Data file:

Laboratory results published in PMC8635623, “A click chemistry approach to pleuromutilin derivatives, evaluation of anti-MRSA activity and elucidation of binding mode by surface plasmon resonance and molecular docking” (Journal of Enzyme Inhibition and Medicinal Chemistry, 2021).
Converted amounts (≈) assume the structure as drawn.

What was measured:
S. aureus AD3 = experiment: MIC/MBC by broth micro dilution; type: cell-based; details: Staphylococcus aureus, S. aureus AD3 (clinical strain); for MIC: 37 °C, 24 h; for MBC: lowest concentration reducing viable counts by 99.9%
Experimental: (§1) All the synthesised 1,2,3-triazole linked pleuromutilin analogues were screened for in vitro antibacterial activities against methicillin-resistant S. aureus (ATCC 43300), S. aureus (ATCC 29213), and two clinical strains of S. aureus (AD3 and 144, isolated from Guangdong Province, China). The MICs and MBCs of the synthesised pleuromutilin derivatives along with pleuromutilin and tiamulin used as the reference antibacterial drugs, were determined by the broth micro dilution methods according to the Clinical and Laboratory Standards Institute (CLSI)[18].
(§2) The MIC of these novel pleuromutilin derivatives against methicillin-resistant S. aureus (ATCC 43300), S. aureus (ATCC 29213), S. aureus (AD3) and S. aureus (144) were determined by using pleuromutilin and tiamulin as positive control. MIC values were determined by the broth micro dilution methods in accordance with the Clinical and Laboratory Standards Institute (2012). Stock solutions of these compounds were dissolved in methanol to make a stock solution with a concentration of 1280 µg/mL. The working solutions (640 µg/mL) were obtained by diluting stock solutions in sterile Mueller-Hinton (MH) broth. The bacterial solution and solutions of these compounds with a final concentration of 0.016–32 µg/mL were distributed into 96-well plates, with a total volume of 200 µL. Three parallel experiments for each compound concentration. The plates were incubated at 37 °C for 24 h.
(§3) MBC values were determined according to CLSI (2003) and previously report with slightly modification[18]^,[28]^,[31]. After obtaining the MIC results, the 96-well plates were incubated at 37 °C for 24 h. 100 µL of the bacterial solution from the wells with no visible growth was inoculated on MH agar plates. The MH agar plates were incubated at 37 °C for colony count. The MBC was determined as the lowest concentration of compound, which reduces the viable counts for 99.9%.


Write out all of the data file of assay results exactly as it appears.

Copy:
Laboratory results published in PMC8635623, “A click chemistry approach to pleuromutilin derivatives, evaluation of anti-MRSA activity and elucidation of binding mode by surface plasmon resonance and molecular docking” (Journal of Enzyme Inhibition and Medicinal Chemistry, 2021).
Converted amounts (≈) assume the structure as drawn.

What was measured:
S. aureus AD3 = experiment: MIC/MBC by broth micro dilution; type: cell-based; details: Staphylococcus aureus, S. aureus AD3 (clinical strain); for MIC: 37 °C, 24 h; for MBC: lowest concentration reducing viable counts by 99.9%
Experimental: (§1) All the synthesised 1,2,3-triazole linked pleuromutilin analogues were screened for in vitro antibacterial activities against methicillin-resistant S. aureus (ATCC 43300), S. aureus (ATCC 29213), and two clinical strains of S. aureus (AD3 and 144, isolated from Guangdong Province, China). The MICs and MBCs of the synthesised pleuromutilin derivatives along with pleuromutilin and tiamulin used as the reference antibacterial drugs, were determined by the broth micro dilution methods according to the Clinical and Laboratory Standards Institute (CLSI)[18].
(§2) The MIC of these novel pleuromutilin derivatives against methicillin-resistant S. aureus (ATCC 43300), S. aureus (ATCC 29213), S. aureus (AD3) and S. aureus (144) were determined by using pleuromutilin and tiamulin as positive control. MIC values were determined by the broth micro dilution methods in accordance with the Clinical and Laboratory Standards Institute (2012). Stock solutions of these compounds were dissolved in methanol to make a stock solution with a concentration of 1280 µg/mL. The working solutions (640 µg/mL) were obtained by diluting stock solutions in sterile Mueller-Hinton (MH) broth. The bacterial solution and solutions of these compounds with a final concentration of 0.016–32 µg/mL were distributed into 96-well plates, with a total volume of 200 µL. Three parallel experiments for each compound concentration. The plates were incubated at 37 °C for 24 h.
(§3) MBC values were determined according to CLSI (2003) and previously report with slightly modification[18]^,[28]^,[31]. After obtaining the MIC results, the 96-well plates were incubated at 37 °C for 24 h. 100 µL of the bacterial solution from the wells with no visible growth was inoculated on MH agar plates. The MH agar plates were incubated at 37 °C for colony count. The MBC was determined as the lowest concentration of compound, which reduces the viable counts for 99.9%.